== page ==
Dog tests positive for Encephalitis in Berrien Co.
Nashville, GA – The Georgia Department of Agriculture has confirmed one positive case of Eastern Equine Encephalitis (EEE) in a dog found in Berrien County. This is the second positive case of EEE found in an animal in South Georgia this year.
EEE is the inflammation or swelling of the brain caused by the eastern equine encephalitis virus. EEE is regarded as one of the most serious mosquito-borne diseases in the United States according to the Centers for Disease Control and Prevention.
The EEE virus is transmitted through the bite of an infected mosquito. EEE is not transmitted from person to person, dog to dog, or dog to human. The EEE virus normally only circulates between birds and mosquitoes in swampy areas. The illness is rare in humans and dogs.
While most people bitten by a mosquito carrying EEE will not get sick, those that are infected will generally show symptoms within 3 to 10 days. The symptoms of EEE are sudden onset of fever, muscle pains and headaches; many will also experience more severe illness that may include seizures and coma.
Although most people will not become sick, people are encouraged to take precautions when outdoors. Anyone that is outdoors should do all they can to protect themselves and others from the bites of mosquitoes.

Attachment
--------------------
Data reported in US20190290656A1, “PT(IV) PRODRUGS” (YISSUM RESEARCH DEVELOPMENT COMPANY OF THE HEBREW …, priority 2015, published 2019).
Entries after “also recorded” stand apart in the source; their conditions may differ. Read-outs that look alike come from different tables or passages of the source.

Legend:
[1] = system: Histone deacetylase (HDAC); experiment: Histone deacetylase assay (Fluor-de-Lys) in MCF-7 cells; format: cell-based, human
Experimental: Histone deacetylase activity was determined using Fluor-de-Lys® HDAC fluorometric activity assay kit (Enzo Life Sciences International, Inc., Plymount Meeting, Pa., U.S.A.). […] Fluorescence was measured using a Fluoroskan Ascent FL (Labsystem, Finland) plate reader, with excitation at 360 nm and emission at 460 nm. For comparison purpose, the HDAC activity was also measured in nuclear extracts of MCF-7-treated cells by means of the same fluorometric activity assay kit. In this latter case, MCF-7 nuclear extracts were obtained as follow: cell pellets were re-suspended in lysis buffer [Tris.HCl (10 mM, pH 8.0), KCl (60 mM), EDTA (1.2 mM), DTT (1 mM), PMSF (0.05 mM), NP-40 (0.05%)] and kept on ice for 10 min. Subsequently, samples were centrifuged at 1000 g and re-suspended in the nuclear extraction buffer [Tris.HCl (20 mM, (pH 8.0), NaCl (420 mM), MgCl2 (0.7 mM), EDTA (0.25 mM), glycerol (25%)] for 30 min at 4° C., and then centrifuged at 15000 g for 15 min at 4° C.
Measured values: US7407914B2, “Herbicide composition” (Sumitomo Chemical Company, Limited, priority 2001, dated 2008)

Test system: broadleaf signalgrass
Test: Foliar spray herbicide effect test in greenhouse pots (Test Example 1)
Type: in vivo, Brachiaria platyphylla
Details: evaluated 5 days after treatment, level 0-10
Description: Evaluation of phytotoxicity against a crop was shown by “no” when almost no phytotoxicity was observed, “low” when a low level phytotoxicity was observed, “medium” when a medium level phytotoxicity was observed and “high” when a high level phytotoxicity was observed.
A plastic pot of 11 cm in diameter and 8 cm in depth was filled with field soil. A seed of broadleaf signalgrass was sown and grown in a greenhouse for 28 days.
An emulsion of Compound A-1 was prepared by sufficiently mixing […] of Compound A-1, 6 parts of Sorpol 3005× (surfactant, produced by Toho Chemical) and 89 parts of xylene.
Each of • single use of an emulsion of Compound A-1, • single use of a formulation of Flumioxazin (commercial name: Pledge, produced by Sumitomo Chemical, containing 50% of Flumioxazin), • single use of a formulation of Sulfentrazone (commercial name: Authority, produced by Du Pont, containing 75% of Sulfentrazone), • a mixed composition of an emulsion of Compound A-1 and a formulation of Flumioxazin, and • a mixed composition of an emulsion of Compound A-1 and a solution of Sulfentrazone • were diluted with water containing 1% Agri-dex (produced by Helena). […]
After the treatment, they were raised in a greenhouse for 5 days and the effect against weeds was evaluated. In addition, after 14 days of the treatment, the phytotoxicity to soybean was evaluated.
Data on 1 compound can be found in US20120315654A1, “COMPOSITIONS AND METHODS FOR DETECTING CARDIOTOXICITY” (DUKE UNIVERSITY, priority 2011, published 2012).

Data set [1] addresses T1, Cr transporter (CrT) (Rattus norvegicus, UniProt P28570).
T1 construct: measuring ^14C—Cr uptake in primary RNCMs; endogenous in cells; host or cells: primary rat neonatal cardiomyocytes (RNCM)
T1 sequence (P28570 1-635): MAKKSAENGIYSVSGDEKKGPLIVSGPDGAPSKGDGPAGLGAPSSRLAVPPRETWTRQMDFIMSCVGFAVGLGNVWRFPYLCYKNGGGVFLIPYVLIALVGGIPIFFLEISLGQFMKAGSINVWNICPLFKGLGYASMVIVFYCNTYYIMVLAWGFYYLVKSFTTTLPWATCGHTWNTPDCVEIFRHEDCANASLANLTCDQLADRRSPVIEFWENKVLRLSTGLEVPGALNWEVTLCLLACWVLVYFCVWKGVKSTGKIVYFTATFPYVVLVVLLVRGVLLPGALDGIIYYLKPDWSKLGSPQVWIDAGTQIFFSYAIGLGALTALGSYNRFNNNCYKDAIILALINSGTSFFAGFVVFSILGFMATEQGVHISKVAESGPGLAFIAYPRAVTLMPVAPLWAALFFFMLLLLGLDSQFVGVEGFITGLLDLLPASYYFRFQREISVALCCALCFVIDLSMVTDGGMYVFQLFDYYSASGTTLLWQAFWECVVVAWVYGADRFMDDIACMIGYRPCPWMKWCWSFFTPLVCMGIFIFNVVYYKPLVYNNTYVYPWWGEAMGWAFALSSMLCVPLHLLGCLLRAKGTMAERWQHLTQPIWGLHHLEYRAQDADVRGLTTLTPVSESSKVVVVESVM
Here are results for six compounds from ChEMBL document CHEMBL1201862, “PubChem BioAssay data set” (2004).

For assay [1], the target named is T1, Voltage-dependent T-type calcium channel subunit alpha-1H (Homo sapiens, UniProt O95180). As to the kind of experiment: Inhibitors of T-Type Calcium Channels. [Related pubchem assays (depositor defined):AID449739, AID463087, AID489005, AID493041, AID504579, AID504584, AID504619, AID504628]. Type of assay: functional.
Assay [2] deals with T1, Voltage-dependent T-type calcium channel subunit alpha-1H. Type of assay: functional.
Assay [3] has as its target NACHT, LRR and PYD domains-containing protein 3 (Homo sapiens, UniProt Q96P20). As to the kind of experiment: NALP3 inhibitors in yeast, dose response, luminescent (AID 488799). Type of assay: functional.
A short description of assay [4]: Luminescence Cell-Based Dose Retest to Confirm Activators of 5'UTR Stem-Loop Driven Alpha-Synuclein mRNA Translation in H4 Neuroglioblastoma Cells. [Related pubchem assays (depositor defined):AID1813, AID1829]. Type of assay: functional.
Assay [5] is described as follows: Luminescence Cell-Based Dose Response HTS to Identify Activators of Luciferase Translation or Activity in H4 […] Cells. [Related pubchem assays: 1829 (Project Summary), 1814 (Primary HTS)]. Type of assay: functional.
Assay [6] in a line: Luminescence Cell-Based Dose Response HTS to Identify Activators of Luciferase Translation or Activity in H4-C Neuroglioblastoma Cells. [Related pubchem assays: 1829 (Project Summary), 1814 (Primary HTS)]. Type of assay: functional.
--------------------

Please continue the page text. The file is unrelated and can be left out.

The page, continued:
Your personal mosquito protection efforts should include the "5 D's" for prevention:
Dusk/Dawn: Mosquitoes usually bite at dusk and dawn. Limit outdoor activity during those hours.
Dress: Wear light, loose-fitting, long-sleeved shirts and pants to reduce the amount of exposed skin.
DEET: Cover exposed skin and clothes with an insect repellent containing the chemical DEET. It is the most effective repellant against mosquito bites.
Drain: Empty any containers (buckets, barrels, kiddie pools) holding standing water to prevent breeding grounds for mosquitoes.
Doors: Make sure doors, windows and screens are in good condition and fit tightly to keep out mosquitoes.
For more information on EEE or any other mosquito-borne disease visit www.cdc.gov or call the South Health District at 333-5290.